Concentration per 1 mL = 5 mg/2 mL = 2.5 mg/mL

So, the concentration of semaglutide in this example is 2.5 mg/mL, which means there are 2.5 milligrams of semaglutide in every milliliter of the liquid solution.

Now, let’s imagine you have a 5 mg vial of semaglutide and you need to achieve a dose of 0.5 mg from that vial. Firstly, we need to calculate the concentration of the medication in liquid form after adding 2 mL of bacteriostatic water. Once we have the concentration, we can determine how much of the liquid medication to draw in mL to get the desired dose.

Let’s go through the steps:

Step 1: Calculate the concentration of the medication in the liquid form.

Concentration (in mg/mL) = Total amount of medication (in mg) / Total volume of liquid (in mL)

Concentration = 5 mg / 2 mL

Concentration = 2.5 mg/mL

Step 2: Determine the volume of liquid medication required to get 0.5 mg dose.

Dose (in mg) = Concentration (in mg/mL) * Volume of liquid medication (in mL)

0.5 mg = 2.5 mg/mL * Volume of liquid medication

Volume of liquid medication (in mL) = 0.5 mg / 2.5 mg/mL

Volume of liquid medication (in mL) = 0.2 mL

So, to get a dose of 0.5 mg, you need to draw 0.2 mL of the liquid medication from the vial.

Dosing Instructions

Do not worry about calculating the concentration or each dose. Our guidelines have already taken care of these calculations for you. Simply follow our instructions, and you’ll be all set!

We understand that this is a very complex subject. That’s why we have meticulously crafted detailed instructions for each bundle, spanning several pages, which outline every step you need to follow. 

Our dosing instructions include a chart that provides information on the dose (in mg) as well as the corresponding measurements on the syringe (in mL and units). Additionally, the subsequent pages of the instructions provide specific details on the volume of solution to be drawn into the syringe, stated in milliliters (mL) and units. 

Remember that the dose in milligrams (mg) may not always correspond directly to the amount of solution in milliliters (mL) that needs to be drawn into the syringe for injection. This variation arises due to the concentration of semaglutide in the solution.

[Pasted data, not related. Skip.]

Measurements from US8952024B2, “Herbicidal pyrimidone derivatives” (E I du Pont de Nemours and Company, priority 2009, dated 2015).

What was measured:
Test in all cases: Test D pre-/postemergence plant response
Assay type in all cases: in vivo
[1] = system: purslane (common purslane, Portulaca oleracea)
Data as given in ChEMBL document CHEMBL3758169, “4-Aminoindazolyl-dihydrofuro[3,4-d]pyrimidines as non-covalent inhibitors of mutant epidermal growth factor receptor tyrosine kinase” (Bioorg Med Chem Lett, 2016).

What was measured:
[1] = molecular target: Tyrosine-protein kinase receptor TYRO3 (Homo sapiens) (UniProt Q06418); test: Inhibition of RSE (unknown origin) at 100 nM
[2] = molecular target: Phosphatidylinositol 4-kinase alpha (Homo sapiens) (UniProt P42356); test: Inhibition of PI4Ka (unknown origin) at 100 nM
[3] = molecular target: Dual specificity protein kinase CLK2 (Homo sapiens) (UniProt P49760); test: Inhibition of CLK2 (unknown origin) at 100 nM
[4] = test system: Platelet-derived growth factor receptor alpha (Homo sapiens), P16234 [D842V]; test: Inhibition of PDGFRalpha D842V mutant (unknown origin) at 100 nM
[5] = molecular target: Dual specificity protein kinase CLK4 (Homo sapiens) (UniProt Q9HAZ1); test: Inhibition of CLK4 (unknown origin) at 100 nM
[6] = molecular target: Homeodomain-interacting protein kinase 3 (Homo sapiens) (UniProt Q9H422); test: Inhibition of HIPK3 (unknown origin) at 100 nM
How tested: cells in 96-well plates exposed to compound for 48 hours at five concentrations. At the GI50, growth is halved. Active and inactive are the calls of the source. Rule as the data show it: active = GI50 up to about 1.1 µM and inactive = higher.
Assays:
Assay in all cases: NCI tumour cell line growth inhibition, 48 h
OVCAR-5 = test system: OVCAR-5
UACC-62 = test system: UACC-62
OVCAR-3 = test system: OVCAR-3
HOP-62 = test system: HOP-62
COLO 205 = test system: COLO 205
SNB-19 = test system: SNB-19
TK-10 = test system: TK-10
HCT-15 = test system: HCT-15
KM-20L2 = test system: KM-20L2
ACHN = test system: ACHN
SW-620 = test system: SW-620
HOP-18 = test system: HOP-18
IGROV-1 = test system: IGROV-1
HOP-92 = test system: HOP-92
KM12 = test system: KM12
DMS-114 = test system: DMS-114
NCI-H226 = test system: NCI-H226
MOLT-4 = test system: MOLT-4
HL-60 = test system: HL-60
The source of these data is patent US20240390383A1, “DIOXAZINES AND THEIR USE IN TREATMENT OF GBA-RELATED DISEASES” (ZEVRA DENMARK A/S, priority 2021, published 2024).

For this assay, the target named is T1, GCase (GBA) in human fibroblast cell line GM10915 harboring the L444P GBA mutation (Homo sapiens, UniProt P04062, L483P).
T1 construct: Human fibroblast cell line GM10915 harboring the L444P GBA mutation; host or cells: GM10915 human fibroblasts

Here’s a picture of how to read units and milliliters (mL) on a syringe:

It’s essential to follow the dosage instructions when administering injections. If you have any doubts or concerns about the dosage, it’s always best to consult with a healthcare provider or pharmacist for clarification.

Keep in mind

Keep in mind that our instructions pertain specifically to the vials you received from us and may not be applicable to vials from other providers. Additionally, these instructions are tailored to the specific doses provided in our bundles. Instructions found on the internet or from other providers might not be suitable as they are intended for different vials, syringes, concentrations of active ingredients per milliliter of liquid, or even other drugs.

We hope this material has shed some light on one of the most common questions we get from you.

If you have any questions or need further assistance, please don’t hesitate to contact our dedicated customer support team at

As always, we are here to support you on your wellness journey.

If you remain uncertain about mixing and administering the injections on your own, it is best to consider other providers. Numerous providers offer pre-mixed semaglutide, and some even provide assistance with injections. Feel free to choose a provider that makes you feel most at ease and comfortable.